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October 10, 1980 - Image 22

Resource type:
Text
Publication:
The Detroit Jewish News, 1980-10-10

Disclaimer: Computer generated plain text may have errors. Read more about this.

22 Friday, October 10, 1980

Caricatures

for your party

By

SAM FIELD
call

399-1320

THE DETROIT JEWISH NEWS

Campaign 1980: Where Have All the Issues Gone?

By MURRAY ZUCKOFF

NEW YORK (JTA) —
The issue of Israel's defense
and security preoccupies
the Presidential candidates
and their Jewish audiences
whenever they are in prox-
imity to each other.
President Carter, Repub-
lican Party standard bearer
Ronald Reagan and Inde-
pendent candidate John
Anderson assure and reas-
sure Jewish audiences of
their unyiedling support for

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Israel, give or take a nuance
or two. Jewish audiences, in
turn, indicate full, partial or
hesitant support for one or
anohter candidate depend-
ing on those nuances.
However, the foCus on Is-
rael does not make the elec-
tioneering, either for Jews
or the candidates, a "single
issue" campaign. The ways
it is handled, does. When all
the posturings and genuf-
lections by the candidates
toward Israel are over and
done with, and when all the
correct formulas and shib-
boleths are weighed in, the
issue of Israel should be
seen, properly, as a broad
category within which vital
elements of American
foreign policy are sub-
sumed.
Some related compo-
nents, such as assuring
future oil supplies to the
U.S. and its allies and
Soviet expansionist plans
in the Middle East, are
invariably stressed by
the candidates and
Jewish spokespersons in
connection with the issue
of Israel. But other com-
ponents which should be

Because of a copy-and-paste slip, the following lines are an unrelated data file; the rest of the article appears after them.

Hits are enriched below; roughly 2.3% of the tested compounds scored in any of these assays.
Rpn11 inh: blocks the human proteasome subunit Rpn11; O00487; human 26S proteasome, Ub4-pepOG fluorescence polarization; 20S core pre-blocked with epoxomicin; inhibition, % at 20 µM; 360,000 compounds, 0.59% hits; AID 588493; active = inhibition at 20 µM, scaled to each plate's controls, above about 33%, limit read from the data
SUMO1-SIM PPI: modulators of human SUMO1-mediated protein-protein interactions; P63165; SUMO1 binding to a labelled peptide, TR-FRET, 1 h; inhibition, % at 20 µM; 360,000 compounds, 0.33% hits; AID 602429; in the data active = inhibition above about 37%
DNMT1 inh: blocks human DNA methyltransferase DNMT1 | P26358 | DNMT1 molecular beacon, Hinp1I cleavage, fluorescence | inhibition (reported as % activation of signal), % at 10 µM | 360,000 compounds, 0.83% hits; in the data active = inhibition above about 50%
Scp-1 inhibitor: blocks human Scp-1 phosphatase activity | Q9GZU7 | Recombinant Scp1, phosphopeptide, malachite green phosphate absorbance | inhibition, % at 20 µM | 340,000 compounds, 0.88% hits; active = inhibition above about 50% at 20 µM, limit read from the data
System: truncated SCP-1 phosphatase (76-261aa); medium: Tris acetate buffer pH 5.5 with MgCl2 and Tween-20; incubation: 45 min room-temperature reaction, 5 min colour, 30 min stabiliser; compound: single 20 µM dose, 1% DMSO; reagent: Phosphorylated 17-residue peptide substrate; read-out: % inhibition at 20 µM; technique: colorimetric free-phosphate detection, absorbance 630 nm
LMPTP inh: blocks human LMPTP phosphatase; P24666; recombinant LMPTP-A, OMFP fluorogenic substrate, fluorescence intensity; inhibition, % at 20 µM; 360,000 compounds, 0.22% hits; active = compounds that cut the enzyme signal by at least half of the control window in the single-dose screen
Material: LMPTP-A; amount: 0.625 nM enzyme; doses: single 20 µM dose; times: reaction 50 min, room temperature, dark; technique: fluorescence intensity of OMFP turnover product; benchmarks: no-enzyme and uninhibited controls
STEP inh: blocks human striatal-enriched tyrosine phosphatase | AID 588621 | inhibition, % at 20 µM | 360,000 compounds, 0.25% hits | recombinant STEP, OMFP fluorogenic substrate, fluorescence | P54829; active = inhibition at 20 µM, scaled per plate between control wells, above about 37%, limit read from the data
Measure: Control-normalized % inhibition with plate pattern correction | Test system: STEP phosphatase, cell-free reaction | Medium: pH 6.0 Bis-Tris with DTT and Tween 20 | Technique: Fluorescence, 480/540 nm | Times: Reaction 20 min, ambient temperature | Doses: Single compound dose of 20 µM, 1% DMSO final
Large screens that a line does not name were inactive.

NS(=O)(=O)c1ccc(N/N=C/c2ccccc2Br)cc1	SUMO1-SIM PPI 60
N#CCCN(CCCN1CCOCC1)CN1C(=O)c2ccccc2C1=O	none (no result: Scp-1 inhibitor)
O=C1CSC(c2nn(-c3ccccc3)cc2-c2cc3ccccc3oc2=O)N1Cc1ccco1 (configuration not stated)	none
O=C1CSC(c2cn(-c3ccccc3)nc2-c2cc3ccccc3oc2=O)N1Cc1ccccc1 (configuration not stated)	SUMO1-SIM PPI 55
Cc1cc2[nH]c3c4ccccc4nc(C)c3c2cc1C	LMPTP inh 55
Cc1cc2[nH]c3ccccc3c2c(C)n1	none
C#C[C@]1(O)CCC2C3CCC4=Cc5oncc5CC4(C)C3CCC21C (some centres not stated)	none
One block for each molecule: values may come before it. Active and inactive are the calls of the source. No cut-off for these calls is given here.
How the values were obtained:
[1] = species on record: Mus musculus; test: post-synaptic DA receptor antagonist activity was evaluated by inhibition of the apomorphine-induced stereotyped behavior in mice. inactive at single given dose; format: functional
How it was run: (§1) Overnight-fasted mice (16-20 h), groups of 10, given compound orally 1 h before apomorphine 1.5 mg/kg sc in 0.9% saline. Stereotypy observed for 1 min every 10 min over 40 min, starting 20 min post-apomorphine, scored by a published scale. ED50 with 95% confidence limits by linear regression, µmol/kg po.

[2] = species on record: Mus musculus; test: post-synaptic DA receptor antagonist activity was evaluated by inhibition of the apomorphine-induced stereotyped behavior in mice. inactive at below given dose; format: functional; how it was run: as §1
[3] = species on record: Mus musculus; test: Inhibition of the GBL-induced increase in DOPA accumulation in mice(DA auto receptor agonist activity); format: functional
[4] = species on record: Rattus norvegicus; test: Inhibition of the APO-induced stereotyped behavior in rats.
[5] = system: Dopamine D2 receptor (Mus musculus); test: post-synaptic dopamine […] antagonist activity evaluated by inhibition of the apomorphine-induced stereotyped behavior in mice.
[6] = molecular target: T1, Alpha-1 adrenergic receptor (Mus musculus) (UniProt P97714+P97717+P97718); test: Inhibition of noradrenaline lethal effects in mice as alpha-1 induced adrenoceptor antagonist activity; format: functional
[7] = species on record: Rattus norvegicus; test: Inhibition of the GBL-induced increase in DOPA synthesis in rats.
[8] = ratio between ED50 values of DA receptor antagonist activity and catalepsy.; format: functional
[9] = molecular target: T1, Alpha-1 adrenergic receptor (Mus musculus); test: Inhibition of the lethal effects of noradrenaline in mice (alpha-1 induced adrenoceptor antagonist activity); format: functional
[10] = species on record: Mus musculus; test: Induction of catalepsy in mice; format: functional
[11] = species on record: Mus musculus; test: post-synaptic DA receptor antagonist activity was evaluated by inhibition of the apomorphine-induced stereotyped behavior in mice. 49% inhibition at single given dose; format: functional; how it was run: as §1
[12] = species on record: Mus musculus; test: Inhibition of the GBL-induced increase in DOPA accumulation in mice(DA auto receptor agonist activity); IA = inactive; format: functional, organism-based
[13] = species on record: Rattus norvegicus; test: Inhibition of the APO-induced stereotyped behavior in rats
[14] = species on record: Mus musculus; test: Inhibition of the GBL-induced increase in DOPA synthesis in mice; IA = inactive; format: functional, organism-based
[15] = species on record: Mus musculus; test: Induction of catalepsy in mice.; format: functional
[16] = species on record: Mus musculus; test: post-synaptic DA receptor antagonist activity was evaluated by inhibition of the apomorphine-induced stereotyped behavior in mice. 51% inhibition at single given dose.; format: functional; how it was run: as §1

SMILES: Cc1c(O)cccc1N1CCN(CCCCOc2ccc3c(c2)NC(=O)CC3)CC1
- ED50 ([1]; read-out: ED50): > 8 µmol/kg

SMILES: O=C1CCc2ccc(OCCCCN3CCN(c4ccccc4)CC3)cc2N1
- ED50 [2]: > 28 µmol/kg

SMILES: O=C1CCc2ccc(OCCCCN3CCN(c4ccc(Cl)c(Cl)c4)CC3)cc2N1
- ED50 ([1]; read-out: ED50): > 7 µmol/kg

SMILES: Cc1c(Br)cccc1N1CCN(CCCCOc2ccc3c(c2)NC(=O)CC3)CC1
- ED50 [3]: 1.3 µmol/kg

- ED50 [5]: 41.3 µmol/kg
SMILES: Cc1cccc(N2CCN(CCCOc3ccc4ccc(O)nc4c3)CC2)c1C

included are merely Al-
luded to in passing or
routinely ignored both by
the candidates and the
Jews.
It should be incumbent on
the candidates to state
where they stand on such
related issues as the viola-
tion of human rights in
Arab countries where dissi-
dents, minorities, women
and Jews are oppressed; the
consequences of providing
material aid to unstable and
autocratic regimes; ways to
help countries that are still
feudal achieve indus-
trialization and economic
diversification to bring
them into the 20th Century;
programs to offset Soviet
economic penetration; and
ways to combat disease and
illiteracy.

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All these issues should be
discussed and programs
formulated because the fu-
ture of Mideast peace and
Israel and American contri-
butions to both can be
stymied unless there is a
concerted effort to tackle
these problems. After all,
American aid will be faced
by the next Administration.
But there are other issues
which need to be raised by
American Jews and which
the candidates must be
asked to answer. These is-
sues, of vital concern to the
Jewish community, relate
to the social and economic
developments which create
and reinforce tensions be-
tween classes and ethnic
groups, as well as the fallout
in the American economy
resulting from, among other
developments, heightened
Arab financial activities in
American conglomerates
and banks and Arab finan-
cial arrangements with
universities for special cen-
ters, study programs and
chairs.
Black and Hispanic
organizations and spokes-
persons have no qualms
about demanding that the
Presidential candidates
make public their views on
how to deal with the various
socio-economic issues of
concern to them. But where
are the Jewish organiza-
tions and spokespersons
who are making similar
demands? Where, in fact,
have all the issues, other
than Israel, gone?
One major Jewish
organization, for exam-
ple, recently listed a
number of key foreign
and domestic issues that
will have a bearing on
how Jews vote in the
Presidential election
next month. On the
domestic scene the issue
noted was: To what ex-
tent will each candidate
support equal opportu-
nity in employment and
education for all Ameri-
cans, regardless of race,
color, sex or creed? In
short, does the candidate
support or oppose
quotas?"

This is, without doubt, an
important issue and the
candidates should address
themselves. to it. But this
barely skims the surface
and hardly begins to touch